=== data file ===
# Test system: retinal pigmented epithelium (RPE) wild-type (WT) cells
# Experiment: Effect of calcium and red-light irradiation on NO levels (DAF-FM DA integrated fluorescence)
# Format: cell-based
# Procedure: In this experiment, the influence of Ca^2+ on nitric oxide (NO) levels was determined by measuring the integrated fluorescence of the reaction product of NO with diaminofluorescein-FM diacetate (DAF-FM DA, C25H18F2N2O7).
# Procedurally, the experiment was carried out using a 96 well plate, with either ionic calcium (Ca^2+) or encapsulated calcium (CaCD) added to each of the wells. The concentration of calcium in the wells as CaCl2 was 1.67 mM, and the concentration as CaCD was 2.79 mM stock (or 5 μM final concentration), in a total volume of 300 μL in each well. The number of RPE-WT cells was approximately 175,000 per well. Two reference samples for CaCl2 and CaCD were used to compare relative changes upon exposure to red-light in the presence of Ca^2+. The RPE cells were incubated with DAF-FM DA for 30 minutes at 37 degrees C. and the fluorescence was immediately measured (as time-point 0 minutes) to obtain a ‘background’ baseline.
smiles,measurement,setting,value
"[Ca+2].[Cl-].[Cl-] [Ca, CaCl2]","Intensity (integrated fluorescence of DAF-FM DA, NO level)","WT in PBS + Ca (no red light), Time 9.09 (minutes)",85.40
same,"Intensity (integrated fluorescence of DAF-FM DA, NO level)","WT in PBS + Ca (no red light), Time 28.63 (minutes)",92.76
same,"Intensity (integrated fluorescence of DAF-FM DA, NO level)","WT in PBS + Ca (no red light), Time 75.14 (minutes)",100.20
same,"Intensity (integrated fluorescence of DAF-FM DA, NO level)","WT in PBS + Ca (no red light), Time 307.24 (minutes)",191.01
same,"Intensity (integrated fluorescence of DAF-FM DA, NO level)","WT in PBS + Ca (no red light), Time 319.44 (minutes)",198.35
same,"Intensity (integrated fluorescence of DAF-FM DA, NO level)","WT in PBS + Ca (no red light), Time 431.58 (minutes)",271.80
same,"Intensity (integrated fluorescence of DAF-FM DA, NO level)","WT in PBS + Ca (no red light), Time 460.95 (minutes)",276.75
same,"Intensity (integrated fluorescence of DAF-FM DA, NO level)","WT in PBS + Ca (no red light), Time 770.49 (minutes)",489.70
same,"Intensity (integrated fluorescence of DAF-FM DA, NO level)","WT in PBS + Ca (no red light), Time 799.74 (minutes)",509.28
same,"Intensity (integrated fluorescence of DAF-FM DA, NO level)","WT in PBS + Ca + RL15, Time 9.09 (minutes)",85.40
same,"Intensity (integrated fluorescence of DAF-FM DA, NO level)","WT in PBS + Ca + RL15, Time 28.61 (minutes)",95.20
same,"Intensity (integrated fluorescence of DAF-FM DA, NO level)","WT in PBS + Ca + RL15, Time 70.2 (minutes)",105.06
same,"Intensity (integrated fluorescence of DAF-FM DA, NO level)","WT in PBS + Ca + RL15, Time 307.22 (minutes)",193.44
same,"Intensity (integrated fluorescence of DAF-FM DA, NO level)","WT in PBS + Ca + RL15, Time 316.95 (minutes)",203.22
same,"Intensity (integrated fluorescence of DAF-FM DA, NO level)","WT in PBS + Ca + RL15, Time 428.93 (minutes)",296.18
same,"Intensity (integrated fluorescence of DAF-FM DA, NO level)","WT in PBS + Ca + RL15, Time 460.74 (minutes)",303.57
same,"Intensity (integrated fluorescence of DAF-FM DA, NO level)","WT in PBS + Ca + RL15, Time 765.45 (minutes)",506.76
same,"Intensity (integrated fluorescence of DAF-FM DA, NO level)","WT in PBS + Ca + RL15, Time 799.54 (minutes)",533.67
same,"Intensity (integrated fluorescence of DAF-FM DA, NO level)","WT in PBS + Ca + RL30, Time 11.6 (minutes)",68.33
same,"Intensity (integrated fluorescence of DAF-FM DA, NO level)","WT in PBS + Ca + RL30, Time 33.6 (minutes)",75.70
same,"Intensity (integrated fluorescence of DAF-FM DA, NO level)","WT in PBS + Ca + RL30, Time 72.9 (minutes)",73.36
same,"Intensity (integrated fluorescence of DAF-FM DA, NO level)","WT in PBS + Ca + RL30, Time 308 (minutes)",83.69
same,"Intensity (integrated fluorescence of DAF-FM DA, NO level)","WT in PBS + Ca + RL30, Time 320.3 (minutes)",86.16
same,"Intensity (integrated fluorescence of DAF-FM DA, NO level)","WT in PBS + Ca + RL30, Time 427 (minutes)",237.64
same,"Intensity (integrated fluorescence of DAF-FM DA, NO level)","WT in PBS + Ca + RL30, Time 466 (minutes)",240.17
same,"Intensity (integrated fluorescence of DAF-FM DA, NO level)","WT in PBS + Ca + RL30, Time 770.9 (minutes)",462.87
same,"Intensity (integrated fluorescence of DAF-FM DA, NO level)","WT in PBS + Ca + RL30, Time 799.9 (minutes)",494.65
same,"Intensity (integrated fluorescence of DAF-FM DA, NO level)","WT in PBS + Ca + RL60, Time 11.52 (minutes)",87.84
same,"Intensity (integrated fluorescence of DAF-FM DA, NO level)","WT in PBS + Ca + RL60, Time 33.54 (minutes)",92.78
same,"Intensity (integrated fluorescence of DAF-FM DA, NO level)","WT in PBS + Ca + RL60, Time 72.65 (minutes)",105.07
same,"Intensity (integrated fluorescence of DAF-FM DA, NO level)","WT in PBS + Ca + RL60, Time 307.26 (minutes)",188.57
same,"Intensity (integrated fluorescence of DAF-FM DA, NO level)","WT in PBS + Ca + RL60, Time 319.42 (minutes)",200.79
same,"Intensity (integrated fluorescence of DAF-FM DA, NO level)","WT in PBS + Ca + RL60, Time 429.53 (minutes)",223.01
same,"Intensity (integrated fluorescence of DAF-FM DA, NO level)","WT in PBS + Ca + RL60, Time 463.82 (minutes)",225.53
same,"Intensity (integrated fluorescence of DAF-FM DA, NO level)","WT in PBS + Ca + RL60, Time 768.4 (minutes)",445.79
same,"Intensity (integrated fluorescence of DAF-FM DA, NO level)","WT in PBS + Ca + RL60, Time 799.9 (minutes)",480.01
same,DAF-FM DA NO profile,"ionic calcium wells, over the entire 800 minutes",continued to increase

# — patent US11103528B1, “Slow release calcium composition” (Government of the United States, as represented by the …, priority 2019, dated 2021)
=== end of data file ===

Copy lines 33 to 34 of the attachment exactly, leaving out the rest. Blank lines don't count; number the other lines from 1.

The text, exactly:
same,"Intensity (integrated fluorescence of DAF-FM DA, NO level)","WT in PBS + Ca + RL30, Time 799.9 (minutes)",494.65
same,"Intensity (integrated fluorescence of DAF-FM DA, NO level)","WT in PBS + Ca + RL60, Time 11.52 (minutes)",87.84